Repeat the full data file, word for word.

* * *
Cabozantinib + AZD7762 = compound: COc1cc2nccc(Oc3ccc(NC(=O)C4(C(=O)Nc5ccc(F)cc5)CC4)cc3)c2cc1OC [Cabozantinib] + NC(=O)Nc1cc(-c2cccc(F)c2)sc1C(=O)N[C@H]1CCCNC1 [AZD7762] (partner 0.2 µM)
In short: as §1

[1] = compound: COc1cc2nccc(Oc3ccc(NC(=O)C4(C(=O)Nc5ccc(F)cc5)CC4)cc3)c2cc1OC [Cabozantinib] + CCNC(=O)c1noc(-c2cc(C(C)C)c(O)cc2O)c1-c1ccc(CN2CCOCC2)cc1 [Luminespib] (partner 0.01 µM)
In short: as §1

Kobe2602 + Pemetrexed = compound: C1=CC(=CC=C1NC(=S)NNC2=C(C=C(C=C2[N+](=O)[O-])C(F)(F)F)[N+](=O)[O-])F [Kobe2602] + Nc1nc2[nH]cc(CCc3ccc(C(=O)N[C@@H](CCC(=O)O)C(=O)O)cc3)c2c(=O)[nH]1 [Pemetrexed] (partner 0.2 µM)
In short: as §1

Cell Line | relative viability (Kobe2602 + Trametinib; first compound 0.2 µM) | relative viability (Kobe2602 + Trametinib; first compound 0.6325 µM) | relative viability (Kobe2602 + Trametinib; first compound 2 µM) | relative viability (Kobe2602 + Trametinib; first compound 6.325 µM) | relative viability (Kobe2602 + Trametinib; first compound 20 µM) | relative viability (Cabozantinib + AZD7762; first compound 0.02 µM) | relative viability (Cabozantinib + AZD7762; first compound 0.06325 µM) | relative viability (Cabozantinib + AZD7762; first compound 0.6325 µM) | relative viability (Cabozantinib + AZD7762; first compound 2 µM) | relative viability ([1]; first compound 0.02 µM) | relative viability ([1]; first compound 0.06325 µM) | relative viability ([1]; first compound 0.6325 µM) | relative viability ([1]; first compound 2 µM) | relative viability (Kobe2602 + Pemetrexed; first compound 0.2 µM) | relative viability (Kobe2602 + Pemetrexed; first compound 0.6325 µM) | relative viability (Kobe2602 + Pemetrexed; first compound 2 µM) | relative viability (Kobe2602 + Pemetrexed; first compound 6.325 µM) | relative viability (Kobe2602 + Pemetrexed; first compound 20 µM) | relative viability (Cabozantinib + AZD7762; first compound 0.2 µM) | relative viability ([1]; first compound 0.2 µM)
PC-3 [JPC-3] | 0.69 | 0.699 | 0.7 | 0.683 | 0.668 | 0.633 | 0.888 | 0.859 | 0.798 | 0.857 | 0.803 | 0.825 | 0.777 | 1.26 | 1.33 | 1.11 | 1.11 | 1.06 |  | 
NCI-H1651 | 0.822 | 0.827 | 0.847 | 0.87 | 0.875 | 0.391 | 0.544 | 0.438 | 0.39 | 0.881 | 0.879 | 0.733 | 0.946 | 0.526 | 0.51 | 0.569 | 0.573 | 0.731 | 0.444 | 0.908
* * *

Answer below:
Cabozantinib + AZD7762 = compound: COc1cc2nccc(Oc3ccc(NC(=O)C4(C(=O)Nc5ccc(F)cc5)CC4)cc3)c2cc1OC [Cabozantinib] + NC(=O)Nc1cc(-c2cccc(F)c2)sc1C(=O)N[C@H]1CCCNC1 [AZD7762] (partner 0.2 µM)
In short: as §1

[1] = compound: COc1cc2nccc(Oc3ccc(NC(=O)C4(C(=O)Nc5ccc(F)cc5)CC4)cc3)c2cc1OC [Cabozantinib] + CCNC(=O)c1noc(-c2cc(C(C)C)c(O)cc2O)c1-c1ccc(CN2CCOCC2)cc1 [Luminespib] (partner 0.01 µM)
In short: as §1

Kobe2602 + Pemetrexed = compound: C1=CC(=CC=C1NC(=S)NNC2=C(C=C(C=C2[N+](=O)[O-])C(F)(F)F)[N+](=O)[O-])F [Kobe2602] + Nc1nc2[nH]cc(CCc3ccc(C(=O)N[C@@H](CCC(=O)O)C(=O)O)cc3)c2c(=O)[nH]1 [Pemetrexed] (partner 0.2 µM)
In short: as §1

Cell Line | relative viability (Kobe2602 + Trametinib; first compound 0.2 µM) | relative viability (Kobe2602 + Trametinib; first compound 0.6325 µM) | relative viability (Kobe2602 + Trametinib; first compound 2 µM) | relative viability (Kobe2602 + Trametinib; first compound 6.325 µM) | relative viability (Kobe2602 + Trametinib; first compound 20 µM) | relative viability (Cabozantinib + AZD7762; first compound 0.02 µM) | relative viability (Cabozantinib + AZD7762; first compound 0.06325 µM) | relative viability (Cabozantinib + AZD7762; first compound 0.6325 µM) | relative viability (Cabozantinib + AZD7762; first compound 2 µM) | relative viability ([1]; first compound 0.02 µM) | relative viability ([1]; first compound 0.06325 µM) | relative viability ([1]; first compound 0.6325 µM) | relative viability ([1]; first compound 2 µM) | relative viability (Kobe2602 + Pemetrexed; first compound 0.2 µM) | relative viability (Kobe2602 + Pemetrexed; first compound 0.6325 µM) | relative viability (Kobe2602 + Pemetrexed; first compound 2 µM) | relative viability (Kobe2602 + Pemetrexed; first compound 6.325 µM) | relative viability (Kobe2602 + Pemetrexed; first compound 20 µM) | relative viability (Cabozantinib + AZD7762; first compound 0.2 µM) | relative viability ([1]; first compound 0.2 µM)
PC-3 [JPC-3] | 0.69 | 0.699 | 0.7 | 0.683 | 0.668 | 0.633 | 0.888 | 0.859 | 0.798 | 0.857 | 0.803 | 0.825 | 0.777 | 1.26 | 1.33 | 1.11 | 1.11 | 1.06 |  | 
NCI-H1651 | 0.822 | 0.827 | 0.847 | 0.87 | 0.875 | 0.391 | 0.544 | 0.438 | 0.39 | 0.881 | 0.879 | 0.733 | 0.946 | 0.526 | 0.51 | 0.569 | 0.573 | 0.731 | 0.444 | 0.908